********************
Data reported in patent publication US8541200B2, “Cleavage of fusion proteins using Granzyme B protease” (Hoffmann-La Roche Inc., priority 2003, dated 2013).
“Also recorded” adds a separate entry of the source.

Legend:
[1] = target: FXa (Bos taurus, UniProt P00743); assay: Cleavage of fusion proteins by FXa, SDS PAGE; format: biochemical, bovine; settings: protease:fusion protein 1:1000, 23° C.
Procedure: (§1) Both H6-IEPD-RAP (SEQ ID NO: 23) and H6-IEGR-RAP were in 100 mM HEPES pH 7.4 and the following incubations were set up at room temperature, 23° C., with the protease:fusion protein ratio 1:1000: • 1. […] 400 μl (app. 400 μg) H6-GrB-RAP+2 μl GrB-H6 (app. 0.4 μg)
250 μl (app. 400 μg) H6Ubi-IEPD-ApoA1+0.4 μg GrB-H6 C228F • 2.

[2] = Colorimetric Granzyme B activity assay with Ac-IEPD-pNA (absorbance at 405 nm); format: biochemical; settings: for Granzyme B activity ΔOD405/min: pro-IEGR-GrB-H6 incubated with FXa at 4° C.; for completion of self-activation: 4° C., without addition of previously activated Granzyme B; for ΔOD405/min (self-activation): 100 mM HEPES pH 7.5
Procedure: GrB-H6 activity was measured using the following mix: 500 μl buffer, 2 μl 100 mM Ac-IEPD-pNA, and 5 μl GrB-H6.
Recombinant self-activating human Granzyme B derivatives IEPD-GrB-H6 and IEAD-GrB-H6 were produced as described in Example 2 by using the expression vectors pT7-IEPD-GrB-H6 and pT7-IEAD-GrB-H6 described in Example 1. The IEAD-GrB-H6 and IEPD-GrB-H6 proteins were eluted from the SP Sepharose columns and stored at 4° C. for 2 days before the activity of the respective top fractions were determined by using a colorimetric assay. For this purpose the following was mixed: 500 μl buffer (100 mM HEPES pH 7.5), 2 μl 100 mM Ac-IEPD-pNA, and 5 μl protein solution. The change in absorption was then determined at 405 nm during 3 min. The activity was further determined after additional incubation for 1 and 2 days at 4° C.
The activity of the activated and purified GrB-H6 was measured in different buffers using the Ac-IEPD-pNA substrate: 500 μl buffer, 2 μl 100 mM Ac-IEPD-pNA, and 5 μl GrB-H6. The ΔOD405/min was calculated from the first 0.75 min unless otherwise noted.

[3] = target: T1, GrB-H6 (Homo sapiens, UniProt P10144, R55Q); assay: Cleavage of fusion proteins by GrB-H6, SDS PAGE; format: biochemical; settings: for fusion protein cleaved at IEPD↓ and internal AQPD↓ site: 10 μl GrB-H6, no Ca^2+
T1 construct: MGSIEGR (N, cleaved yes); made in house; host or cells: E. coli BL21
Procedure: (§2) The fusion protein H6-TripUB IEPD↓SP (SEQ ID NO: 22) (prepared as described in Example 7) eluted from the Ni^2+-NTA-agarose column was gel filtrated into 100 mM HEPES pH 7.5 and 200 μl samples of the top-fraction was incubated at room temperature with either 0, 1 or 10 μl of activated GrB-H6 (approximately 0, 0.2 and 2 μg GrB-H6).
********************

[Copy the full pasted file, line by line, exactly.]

Data reported in patent publication US8541200B2, “Cleavage of fusion proteins using Granzyme B protease” (Hoffmann-La Roche Inc., priority 2003, dated 2013).
“Also recorded” adds a separate entry of the source.

Legend:
[1] = target: FXa (Bos taurus, UniProt P00743); assay: Cleavage of fusion proteins by FXa, SDS PAGE; format: biochemical, bovine; settings: protease:fusion protein 1:1000, 23° C.
Procedure: (§1) Both H6-IEPD-RAP (SEQ ID NO: 23) and H6-IEGR-RAP were in 100 mM HEPES pH 7.4 and the following incubations were set up at room temperature, 23° C., with the protease:fusion protein ratio 1:1000: • 1. […] 400 μl (app. 400 μg) H6-GrB-RAP+2 μl GrB-H6 (app. 0.4 μg)
250 μl (app. 400 μg) H6Ubi-IEPD-ApoA1+0.4 μg GrB-H6 C228F • 2.

[2] = Colorimetric Granzyme B activity assay with Ac-IEPD-pNA (absorbance at 405 nm); format: biochemical; settings: for Granzyme B activity ΔOD405/min: pro-IEGR-GrB-H6 incubated with FXa at 4° C.; for completion of self-activation: 4° C., without addition of previously activated Granzyme B; for ΔOD405/min (self-activation): 100 mM HEPES pH 7.5
Procedure: GrB-H6 activity was measured using the following mix: 500 μl buffer, 2 μl 100 mM Ac-IEPD-pNA, and 5 μl GrB-H6.
Recombinant self-activating human Granzyme B derivatives IEPD-GrB-H6 and IEAD-GrB-H6 were produced as described in Example 2 by using the expression vectors pT7-IEPD-GrB-H6 and pT7-IEAD-GrB-H6 described in Example 1. The IEAD-GrB-H6 and IEPD-GrB-H6 proteins were eluted from the SP Sepharose columns and stored at 4° C. for 2 days before the activity of the respective top fractions were determined by using a colorimetric assay. For this purpose the following was mixed: 500 μl buffer (100 mM HEPES pH 7.5), 2 μl 100 mM Ac-IEPD-pNA, and 5 μl protein solution. The change in absorption was then determined at 405 nm during 3 min. The activity was further determined after additional incubation for 1 and 2 days at 4° C.
The activity of the activated and purified GrB-H6 was measured in different buffers using the Ac-IEPD-pNA substrate: 500 μl buffer, 2 μl 100 mM Ac-IEPD-pNA, and 5 μl GrB-H6. The ΔOD405/min was calculated from the first 0.75 min unless otherwise noted.

[3] = target: T1, GrB-H6 (Homo sapiens, UniProt P10144, R55Q); assay: Cleavage of fusion proteins by GrB-H6, SDS PAGE; format: biochemical; settings: for fusion protein cleaved at IEPD↓ and internal AQPD↓ site: 10 μl GrB-H6, no Ca^2+
T1 construct: MGSIEGR (N, cleaved yes); made in house; host or cells: E. coli BL21
Procedure: (§2) The fusion protein H6-TripUB IEPD↓SP (SEQ ID NO: 22) (prepared as described in Example 7) eluted from the Ni^2+-NTA-agarose column was gel filtrated into 100 mM HEPES pH 7.5 and 200 μl samples of the top-fraction was incubated at room temperature with either 0, 1 or 10 μl of activated GrB-H6 (approximately 0, 0.2 and 2 μg GrB-H6).